AHA wants more clarity on hospital-acquired penalties

AHA wants more clarity on hospital-acquired penaltiesBy Ron Shinkman
Created Mar 22 2011 – 2:13pmThe American Hospital Association is seeking more clarity regarding guidelines for payment denials related to conditions acquired in a healthcare setting, reports AHA News.

Although the Centers for Medicare and Medicaid Services is allowed to prohibit payments to providers for hospital-acquired infections and complications stemming from medical errors, state agencies are allowed leeway in determining these conditions. The AHA is concerned that the CMS may be overstepping guidelines under the Patient Protection and Affordable Care Act to prohibit payments by not focusing on what it calls a “core set of healthcare-acquired conditions.”Of particular concern are multi-state systems. “If states are able to finalize completely different lists of healthcare-acquired conditions, it would be extremely difficult to manage across a health system,” said AHA Executive Vice President Rick Pollack in a letter to CMS Director Donald M. Berwick.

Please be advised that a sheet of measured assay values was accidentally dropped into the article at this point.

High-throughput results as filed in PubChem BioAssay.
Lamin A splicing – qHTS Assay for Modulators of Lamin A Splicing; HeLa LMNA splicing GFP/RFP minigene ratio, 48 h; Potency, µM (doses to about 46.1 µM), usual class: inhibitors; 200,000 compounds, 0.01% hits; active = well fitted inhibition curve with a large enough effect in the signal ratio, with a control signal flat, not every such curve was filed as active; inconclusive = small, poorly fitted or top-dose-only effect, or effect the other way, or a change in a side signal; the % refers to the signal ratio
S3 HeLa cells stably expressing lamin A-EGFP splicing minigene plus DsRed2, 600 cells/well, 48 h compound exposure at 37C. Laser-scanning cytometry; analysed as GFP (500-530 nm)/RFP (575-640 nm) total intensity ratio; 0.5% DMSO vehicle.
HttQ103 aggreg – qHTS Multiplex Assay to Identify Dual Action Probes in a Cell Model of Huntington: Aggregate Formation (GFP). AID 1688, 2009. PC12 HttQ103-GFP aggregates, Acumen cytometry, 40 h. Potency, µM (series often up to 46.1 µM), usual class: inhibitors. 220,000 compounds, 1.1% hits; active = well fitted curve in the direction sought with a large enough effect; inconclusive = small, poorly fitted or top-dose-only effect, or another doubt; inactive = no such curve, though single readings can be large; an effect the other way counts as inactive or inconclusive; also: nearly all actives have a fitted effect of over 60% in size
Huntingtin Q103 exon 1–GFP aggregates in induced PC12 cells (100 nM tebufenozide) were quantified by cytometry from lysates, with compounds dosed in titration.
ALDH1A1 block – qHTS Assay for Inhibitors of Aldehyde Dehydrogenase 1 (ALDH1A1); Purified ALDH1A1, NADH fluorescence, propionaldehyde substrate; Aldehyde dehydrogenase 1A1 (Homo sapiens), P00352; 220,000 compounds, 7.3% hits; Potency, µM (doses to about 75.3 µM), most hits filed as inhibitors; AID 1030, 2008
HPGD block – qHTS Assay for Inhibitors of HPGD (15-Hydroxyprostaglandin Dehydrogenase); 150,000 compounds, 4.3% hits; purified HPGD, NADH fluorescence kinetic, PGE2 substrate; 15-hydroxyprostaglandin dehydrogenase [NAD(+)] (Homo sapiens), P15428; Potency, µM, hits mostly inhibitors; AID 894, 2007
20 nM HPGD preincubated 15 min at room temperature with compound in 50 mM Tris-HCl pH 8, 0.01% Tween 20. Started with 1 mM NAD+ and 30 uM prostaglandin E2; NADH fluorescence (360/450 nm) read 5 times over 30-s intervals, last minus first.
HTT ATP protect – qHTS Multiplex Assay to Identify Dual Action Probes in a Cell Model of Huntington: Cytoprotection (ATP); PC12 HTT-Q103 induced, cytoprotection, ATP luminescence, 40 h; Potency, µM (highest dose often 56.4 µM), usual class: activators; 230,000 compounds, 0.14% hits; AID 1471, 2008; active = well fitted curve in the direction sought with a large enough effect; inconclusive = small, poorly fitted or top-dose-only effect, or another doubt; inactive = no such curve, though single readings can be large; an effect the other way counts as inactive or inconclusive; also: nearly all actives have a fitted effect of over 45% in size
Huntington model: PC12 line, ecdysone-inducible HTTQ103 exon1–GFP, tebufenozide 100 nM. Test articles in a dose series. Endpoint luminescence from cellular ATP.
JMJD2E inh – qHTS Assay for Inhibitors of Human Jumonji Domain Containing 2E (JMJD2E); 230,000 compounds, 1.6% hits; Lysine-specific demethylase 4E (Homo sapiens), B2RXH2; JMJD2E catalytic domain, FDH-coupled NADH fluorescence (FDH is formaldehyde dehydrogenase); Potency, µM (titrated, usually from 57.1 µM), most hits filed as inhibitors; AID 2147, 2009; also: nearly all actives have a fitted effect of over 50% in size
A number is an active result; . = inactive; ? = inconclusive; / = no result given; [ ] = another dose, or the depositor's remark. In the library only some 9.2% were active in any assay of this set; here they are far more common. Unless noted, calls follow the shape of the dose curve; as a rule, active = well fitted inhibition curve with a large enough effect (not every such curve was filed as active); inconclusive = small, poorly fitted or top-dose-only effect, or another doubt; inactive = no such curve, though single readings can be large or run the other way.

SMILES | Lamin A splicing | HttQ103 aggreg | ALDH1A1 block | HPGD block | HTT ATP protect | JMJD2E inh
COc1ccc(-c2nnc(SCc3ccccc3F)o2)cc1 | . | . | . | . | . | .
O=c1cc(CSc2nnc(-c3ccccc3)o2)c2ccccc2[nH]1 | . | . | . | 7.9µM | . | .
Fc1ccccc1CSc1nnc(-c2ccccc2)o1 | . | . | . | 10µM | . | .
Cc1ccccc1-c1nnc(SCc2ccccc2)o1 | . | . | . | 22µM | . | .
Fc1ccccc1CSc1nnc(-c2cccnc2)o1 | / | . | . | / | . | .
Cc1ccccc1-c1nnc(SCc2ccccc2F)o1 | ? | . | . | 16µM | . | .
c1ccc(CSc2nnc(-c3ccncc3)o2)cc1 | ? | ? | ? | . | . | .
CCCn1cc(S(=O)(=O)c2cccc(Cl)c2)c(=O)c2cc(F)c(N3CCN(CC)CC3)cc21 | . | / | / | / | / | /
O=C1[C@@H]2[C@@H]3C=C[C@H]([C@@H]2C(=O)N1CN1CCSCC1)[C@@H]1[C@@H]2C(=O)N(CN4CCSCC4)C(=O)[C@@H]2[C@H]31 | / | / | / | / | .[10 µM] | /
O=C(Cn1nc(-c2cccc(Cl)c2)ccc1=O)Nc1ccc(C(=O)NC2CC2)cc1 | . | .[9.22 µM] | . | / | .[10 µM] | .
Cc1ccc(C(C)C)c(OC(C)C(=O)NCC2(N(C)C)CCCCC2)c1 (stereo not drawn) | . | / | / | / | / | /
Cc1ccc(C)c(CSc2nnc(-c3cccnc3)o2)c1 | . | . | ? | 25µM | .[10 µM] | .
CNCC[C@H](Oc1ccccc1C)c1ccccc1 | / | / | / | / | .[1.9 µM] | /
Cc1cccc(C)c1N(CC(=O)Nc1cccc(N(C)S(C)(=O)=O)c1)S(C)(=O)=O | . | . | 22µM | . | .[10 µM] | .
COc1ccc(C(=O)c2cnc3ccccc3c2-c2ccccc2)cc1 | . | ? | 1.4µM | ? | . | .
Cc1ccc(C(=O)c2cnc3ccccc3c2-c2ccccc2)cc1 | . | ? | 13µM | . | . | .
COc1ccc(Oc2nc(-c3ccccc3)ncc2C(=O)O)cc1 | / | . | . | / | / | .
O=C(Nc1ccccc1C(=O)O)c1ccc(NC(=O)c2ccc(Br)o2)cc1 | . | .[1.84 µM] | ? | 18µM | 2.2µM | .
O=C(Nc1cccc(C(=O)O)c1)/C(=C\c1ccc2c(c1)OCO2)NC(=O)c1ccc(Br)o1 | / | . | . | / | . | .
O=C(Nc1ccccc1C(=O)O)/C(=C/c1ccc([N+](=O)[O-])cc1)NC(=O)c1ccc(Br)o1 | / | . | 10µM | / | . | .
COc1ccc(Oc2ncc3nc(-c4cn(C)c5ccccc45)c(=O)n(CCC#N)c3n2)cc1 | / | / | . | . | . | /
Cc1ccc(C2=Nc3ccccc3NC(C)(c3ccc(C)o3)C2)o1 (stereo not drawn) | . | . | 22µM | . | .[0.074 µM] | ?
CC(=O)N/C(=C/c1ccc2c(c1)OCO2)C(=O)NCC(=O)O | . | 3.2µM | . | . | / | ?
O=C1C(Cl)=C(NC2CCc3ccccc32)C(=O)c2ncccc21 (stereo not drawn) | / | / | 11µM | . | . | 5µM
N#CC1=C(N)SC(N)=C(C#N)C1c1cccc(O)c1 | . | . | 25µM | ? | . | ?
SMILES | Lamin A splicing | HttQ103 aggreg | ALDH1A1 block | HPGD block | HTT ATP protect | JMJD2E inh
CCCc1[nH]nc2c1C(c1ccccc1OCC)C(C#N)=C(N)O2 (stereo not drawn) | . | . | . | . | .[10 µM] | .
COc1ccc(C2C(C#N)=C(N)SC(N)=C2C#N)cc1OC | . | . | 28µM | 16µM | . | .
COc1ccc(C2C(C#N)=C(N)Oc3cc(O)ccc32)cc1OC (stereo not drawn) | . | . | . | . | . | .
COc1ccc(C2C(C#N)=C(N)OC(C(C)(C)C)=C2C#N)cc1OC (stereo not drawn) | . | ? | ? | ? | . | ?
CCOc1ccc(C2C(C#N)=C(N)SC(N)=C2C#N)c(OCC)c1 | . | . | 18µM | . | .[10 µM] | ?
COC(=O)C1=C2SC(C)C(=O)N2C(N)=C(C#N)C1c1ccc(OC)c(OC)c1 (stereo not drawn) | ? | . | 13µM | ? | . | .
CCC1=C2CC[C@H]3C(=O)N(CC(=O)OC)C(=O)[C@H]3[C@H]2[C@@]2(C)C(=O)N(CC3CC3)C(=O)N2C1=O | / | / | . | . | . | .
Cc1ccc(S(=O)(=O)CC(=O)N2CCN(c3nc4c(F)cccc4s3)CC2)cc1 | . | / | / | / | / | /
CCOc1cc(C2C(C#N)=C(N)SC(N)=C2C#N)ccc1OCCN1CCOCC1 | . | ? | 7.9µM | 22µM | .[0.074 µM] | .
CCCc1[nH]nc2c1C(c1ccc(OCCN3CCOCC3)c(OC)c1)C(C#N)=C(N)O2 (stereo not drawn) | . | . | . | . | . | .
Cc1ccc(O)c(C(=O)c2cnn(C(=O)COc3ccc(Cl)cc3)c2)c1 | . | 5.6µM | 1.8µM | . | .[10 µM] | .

To prevent such an overreach, the primary lobbying group for non-profit hospitals wants a clear list of healthcare-acquired conditions that would lead to a payment prohibition.The AHA also expressed apprehensions over the lack of a risk-adjustment mechanism, which could prevent hospitals from defending themselves for an improper penalty, according to Pollack.

Hand Washing Legislation

Advocates ask hand washing be part of Nevada safety bill

Written b yFrank X. Mullen12:00 AM, May. 6, 2011

A state Senate committee Thursday heard testimony but took no action on a bill requiring safety checklists in hospitals, after hearing pleas from patient-safety advocates to restore a mention of hand-washing as an option for sanitizing the hands of health care workers.Assembly Bill 280 would require safety checklists and patient safety policies at hospitals and other health care facilities. Assembly lawmakers this month passed the bill after removing language that mandated health workers “wash their hands before and after every interaction with a patient and after coming into contact with a surface or object that may be contaminated.”